The question of the speed of light is not about argument, but evidence.
Where evidence is lacking on an issue this fundamental we can be patient.
Light is easy (relatively speaking) to characterized, but devilishly hard
Good to withhold judgement sometimes.
On 2/25/17, 6:28 AM, "Science for the People Discussion List on behalf of
Jim West" <[log in to unmask] on behalf of
[log in to unmask]> wrote:
>A commonsense argument.
>We know that the speed of sound is a function of the characteristics of
>the media (air, water, metal, wood, etc.).
>We know that the speed of light is a function of the characteristics of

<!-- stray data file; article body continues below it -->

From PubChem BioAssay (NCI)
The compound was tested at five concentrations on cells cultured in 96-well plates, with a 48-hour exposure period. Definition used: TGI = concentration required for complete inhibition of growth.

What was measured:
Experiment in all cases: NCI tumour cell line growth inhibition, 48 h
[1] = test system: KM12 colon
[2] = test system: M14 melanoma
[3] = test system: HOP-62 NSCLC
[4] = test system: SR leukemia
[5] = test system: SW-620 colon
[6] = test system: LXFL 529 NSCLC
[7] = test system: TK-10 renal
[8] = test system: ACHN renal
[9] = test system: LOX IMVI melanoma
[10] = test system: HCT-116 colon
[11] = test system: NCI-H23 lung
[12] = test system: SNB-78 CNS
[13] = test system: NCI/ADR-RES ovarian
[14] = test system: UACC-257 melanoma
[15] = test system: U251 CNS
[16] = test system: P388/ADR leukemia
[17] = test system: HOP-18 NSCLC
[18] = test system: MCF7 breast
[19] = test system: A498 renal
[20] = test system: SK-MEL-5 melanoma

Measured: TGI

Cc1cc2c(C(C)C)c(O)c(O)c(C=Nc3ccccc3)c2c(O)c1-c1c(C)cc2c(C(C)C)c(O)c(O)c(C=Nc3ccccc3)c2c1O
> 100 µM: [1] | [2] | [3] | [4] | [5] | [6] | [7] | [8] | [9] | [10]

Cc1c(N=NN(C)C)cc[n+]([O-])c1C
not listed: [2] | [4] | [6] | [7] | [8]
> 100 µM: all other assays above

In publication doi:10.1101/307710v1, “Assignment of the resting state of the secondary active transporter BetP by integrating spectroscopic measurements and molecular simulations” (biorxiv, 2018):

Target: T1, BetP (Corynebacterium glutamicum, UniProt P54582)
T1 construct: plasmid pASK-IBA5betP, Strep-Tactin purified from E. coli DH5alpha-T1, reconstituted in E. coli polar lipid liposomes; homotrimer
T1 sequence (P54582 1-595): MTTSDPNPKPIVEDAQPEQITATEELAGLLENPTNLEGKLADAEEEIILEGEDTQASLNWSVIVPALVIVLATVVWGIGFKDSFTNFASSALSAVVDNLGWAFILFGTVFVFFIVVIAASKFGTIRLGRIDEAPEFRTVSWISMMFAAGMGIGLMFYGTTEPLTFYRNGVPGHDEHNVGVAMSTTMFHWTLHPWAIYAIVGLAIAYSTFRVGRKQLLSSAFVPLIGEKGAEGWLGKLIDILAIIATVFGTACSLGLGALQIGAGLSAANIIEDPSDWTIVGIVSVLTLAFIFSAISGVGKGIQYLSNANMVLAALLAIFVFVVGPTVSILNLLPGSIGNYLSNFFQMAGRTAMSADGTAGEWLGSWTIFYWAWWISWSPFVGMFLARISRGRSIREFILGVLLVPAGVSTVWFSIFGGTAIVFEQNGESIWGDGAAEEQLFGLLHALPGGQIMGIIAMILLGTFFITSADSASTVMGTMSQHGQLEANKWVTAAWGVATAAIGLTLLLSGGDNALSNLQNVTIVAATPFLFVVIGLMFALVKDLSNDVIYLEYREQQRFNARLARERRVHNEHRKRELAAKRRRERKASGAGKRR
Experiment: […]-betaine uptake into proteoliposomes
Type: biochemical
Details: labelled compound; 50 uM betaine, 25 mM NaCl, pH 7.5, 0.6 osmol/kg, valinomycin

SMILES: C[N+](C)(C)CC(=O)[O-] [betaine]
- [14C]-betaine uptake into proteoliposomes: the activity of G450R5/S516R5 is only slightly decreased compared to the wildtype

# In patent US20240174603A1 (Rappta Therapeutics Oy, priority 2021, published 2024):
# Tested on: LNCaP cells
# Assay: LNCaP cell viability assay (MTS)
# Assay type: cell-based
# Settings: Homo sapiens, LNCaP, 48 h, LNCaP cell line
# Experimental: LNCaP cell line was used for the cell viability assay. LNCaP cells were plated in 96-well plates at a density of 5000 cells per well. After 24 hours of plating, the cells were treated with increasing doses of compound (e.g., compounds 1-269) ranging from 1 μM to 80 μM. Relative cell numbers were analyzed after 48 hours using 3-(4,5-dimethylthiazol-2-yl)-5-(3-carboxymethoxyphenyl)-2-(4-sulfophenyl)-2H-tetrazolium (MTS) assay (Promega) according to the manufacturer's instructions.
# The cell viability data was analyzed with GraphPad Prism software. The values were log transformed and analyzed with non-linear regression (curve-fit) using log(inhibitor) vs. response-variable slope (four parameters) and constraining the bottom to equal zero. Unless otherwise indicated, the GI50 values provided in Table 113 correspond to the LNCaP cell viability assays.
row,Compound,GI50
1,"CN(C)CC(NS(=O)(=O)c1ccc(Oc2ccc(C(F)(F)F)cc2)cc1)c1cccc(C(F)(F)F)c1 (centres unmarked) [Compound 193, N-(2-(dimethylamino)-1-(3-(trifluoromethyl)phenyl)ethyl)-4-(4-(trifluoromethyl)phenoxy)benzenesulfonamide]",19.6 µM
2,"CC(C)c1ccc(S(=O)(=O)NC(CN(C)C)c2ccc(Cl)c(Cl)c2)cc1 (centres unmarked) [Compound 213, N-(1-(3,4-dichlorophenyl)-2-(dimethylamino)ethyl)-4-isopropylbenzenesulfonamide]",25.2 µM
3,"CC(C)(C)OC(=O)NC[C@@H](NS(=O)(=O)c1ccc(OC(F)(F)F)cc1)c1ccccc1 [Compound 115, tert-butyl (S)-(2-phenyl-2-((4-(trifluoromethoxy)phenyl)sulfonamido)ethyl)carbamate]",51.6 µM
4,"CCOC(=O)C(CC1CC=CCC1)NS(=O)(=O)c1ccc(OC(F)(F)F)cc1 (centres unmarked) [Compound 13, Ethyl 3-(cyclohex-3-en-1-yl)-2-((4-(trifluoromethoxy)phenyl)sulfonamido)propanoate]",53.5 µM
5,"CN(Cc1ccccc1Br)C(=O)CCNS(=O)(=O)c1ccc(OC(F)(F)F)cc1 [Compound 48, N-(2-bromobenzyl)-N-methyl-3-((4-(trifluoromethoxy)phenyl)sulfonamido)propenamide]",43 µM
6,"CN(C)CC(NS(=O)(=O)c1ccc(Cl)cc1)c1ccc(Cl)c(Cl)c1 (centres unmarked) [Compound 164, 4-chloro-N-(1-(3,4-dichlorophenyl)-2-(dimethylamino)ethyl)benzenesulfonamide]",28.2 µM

>the media, for instance, an atom cloud it may travel through, as stated
>in the article Mitchel posted. An example is ³slow light².
>Similarly, we should consider (as many have) that the speed of light in a
>vacuum is a function of the characteristics of the vacuum media, i.e.,
>ether. There are many strong arguments and demonstrations for the
>existence of ether, and Einstein himself has not discounted ether. Ether
>is the most obvious and simple argument for the speed of light.
>Philosophically, we can assume that the universe consists of infinite
>levels of smaller particles, each representing sub-universes of unknown
>physics. So for ether to exist, it is just a matter of one of those
>sub-universes possessing the physics of ³ether².
>But why is the speed of light that number... -Mitchel Cohen